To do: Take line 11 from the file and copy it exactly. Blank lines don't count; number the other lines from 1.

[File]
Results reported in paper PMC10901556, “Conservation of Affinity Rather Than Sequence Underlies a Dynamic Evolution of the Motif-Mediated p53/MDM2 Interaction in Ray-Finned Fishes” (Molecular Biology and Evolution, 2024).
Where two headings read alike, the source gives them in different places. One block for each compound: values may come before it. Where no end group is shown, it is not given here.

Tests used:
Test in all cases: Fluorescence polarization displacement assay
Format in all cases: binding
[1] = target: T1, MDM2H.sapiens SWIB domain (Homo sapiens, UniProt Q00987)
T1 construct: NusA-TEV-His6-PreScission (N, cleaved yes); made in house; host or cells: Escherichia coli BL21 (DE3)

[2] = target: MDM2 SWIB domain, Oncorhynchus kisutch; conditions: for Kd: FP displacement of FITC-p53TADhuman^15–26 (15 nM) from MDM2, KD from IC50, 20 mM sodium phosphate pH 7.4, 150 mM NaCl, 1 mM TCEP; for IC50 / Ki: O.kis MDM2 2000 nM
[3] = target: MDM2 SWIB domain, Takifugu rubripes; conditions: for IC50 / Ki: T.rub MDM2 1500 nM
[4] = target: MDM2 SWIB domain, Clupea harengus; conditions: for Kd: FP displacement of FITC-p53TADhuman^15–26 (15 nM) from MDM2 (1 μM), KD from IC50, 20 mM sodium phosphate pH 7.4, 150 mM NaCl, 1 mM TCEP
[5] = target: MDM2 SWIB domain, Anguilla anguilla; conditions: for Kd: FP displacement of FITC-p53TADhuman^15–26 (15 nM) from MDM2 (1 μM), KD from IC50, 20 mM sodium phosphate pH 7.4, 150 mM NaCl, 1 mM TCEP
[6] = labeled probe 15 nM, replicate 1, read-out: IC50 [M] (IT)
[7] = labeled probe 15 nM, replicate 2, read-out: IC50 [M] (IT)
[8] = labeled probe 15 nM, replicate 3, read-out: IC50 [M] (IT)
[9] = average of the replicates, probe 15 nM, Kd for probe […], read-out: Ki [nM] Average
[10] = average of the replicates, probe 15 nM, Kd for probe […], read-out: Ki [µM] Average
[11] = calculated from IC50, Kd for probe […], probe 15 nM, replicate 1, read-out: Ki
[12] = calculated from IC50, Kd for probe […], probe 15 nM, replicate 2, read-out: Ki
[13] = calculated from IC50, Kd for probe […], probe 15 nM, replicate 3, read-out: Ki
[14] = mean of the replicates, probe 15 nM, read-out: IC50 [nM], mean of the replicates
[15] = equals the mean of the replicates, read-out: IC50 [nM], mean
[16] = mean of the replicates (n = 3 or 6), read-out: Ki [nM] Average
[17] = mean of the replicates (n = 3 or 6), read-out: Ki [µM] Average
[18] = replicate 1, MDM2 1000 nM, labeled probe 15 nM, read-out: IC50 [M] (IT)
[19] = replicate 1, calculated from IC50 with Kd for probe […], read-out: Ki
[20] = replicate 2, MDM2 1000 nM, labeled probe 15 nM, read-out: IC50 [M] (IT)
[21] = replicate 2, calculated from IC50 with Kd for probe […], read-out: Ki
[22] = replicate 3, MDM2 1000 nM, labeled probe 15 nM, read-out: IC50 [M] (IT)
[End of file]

[5] = target: MDM2 SWIB domain, Anguilla anguilla; conditions: for Kd: FP displacement of FITC-p53TADhuman^15–26 (15 nM) from MDM2 (1 μM), KD from IC50, 20 mM sodium phosphate pH 7.4, 150 mM NaCl, 1 mM TCEP